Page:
Multiline formulas are delimited by $$: This is a multiline formula:$$\alpha=\begin{cases}1, & \beta \ge 0 \\2, & \beta < 0\end{cases}$$ # Letters You can display greek letters just by spelling them out after a backslash: Greek letters: \alpha,\beta,\gamma... To display something known as the “blackboard font”, use \mathbb{} with a letter in curly braces. Probably the most prominent example of using this font in math is the symbol for real numbers: Blackboard font: \mathbb{R}, \mathbb{Z}, \mathbb{D}... Similarly, calligraphic font may be displayed by using \mathcal{} : Calligraphic font: \mathcal{R}, \mathcal{Z}, \mathcal{D}... If you need to display a line over any symbol, use \bar with this symbol in curly braces. You can actually put any expression inside \bar{}: Bars over symbols: \bar{a}, \bar{b}, \bar{c} Similarly, a “hat” over a symbol is displayed by wrapping it with \hat{}: Hats over symbols: \hat{a}, \hat{b}, \hat{c} Finally, a tilde (wavy line) over a symbol is displayed by wrapping it with \tilde: Tilde over symbols: \tilde{a}, \tilde{b}, \tilde{c} I sometimes use arrows and dots over symbols, here’s how to do it: Arrows: \overrightarrow{a}, \overrightarrow{b}, \overrightarrow{c} Dots: \dot{a}, \dot{b}, \dot{c} One useful trick is adding spacing between symbols, the simplest way to achieve this is with a backslash followed by a semicolon, like this: \; Spacing between symbols: a\;b\;c Subscripts are written with _ after the symbol, followed by the subscript symbol. If you need to wrap more than one symbol in a subscript, use curly braces. In the same way, you can easily achieve subscripts of subscripts: Subscripts: a_b, a_{b1}, a_{b_{c}} Superscripts are similar, but with the ^ symbol: Superscripts: a^b, a^{b1}, a^{b^{c}} You can combine subscripts and superscripts: Subscripts and superscripts: a^b_c, a^{b1}_{c1}, a^{b^{c}}_{d_{e}} # Other symbols “Less than” and “greater than” symbols are written as follows: Less than: a \le bGreater than: a \ge b Triple-line equality (equivalence) sign is written as \equiv, approximate is written as \approx: Equivalence: A\equiv BApproximate: a\approx b The infinity symbol is just \infty: Infinity: a \rightarrow \infty The “nabla” symbol typically used to denote a gradient operation is written as \nabla : Nabla (gradient): \nabla f(x_0,y_0) # Different types of braces As you may have noticed, curly braces have special meaning in LaTeX, so if you need to display curly braces themselves, you have to escape them with a backslash: Curly braces: \{a+b\} Sometimes you need to wrap an expression in braces, but if its height is more than a single line (for example, it contains fractions), the braces should be scaled to fit the expression height. This is achievable with notation\left( and \right): Large braces: \left( \frac{a+b}{a-b} \right) Similarly, you can display large square or curly braces (but notice that curly braces still have to be escaped with \): Large square braces: \left[ \frac{a+b}{a-b} \right] Large curly braces: \left\{ \frac{a+b}{a-b} \right\} # Math operations You can write multiplication with a dot symbol or with a cross symbol: Multiplication with a dot symbol: a\cdot bMultiplication with a cross symbol: a\times b Fractions are written with \frac followed by two curly brace blocks: one for the numerator (top part) and one for the denominator (bottom part) of the fraction: Fractions: \frac{a+b}{a-b} For taking a square root, wrap an expression with \sqrt: Square root: \sqrt{a+b+c} # Sums, products, integrals, limits Sums are written with \sum. Although you can use subscript and superscript notation for limits of a sum, in that way they’ll be written in front of the sum symbol, whereas they are usually written above — this can be achieved with \limits : Sums with limits: \sum\limits_{i=1}^{n}i^2 Products are written in a similar manner, with \prod: Products with limits: \prod\limits_{i=1}^{n}i^2 Integrals are displayed with \int: Integrals with limits: \int\limits_{-\infty}^{\infty}f(x)dx There’s a special way of writing limits with \lim, but for some reason, in Jupyter Notebook it works only in multiline: $$\lim_{x\to 0} (1+x)^\frac{1}{x} = e$$ # Set symbols Some mathematical symbols are typically associated with sets, for example, union, intersection, subset, and inclusion: Set union: A \cup B Set intersection: A \cap B Subset: A \subset B Element is included (not included) in the set: Element is in the set: a \in AElement is not in the set: a \notin A Similarity (a single large wavy line) is displayed with \sim: Similarity: A \sim B # Logical operations Here are some symbols and operations typically used in logical expressions. We’ll start off with “exists” and “for all”: Exists: \exists a:a>0For all: \forall a:a>0 Different types of arrows can be easily displayed as follows (notice that double arrows start with a capital letter): Arrows: \leftarrow \rightarrow \leftrightarrow \Leftarrow \Rightarrow \Leftrightarrow # Matrices Matrix is typically written as follows: Matrix:$$\begin{pmatrix}a & b & c \\d & e & f \\g & h & i \\\end{pmatrix} # Other multiline expressions Sometimes you need to display a multiline expression with a large curly brace to the left. In LaTeX, you do it as follows: • wrap the expression in \begin{cases}...\end{cases} • write the cases separated by \\ • if cases are formulated as “expression, condition”, you need to separate the expression and the condition with &, so that they would be aligned across the lines; • you can write the same expression inline (with ), but writing it as multiline (with) allows to have more readability:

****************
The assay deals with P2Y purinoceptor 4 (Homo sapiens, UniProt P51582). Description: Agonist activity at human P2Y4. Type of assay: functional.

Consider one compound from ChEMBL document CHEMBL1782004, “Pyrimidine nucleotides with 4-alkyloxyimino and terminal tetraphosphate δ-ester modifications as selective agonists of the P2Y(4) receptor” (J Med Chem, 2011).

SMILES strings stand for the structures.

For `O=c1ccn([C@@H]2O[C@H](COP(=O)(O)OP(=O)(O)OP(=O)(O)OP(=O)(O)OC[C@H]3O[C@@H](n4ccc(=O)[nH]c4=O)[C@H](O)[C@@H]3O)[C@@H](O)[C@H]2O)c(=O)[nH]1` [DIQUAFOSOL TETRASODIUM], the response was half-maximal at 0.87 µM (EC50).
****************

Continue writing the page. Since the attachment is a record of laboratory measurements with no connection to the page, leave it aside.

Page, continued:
Cases: $$f(x)=\begin{cases}\frac{1}{b-a}, & x\in[a,b] \\ 0, & x\notin[a,b]\end{cases}$$

# Conclusion

There’s much more to LaTeX as described in this cheat sheet, however, as I said, this is the stuff that I typically use, so it might be relevant for you too. Drop me a comment if you think something else should be on this cheat sheet, and I’ll add it.

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-- Software developer @ JetBrains Space. I mostly write about Java and microservice architecture. Occasional rants on software development in general.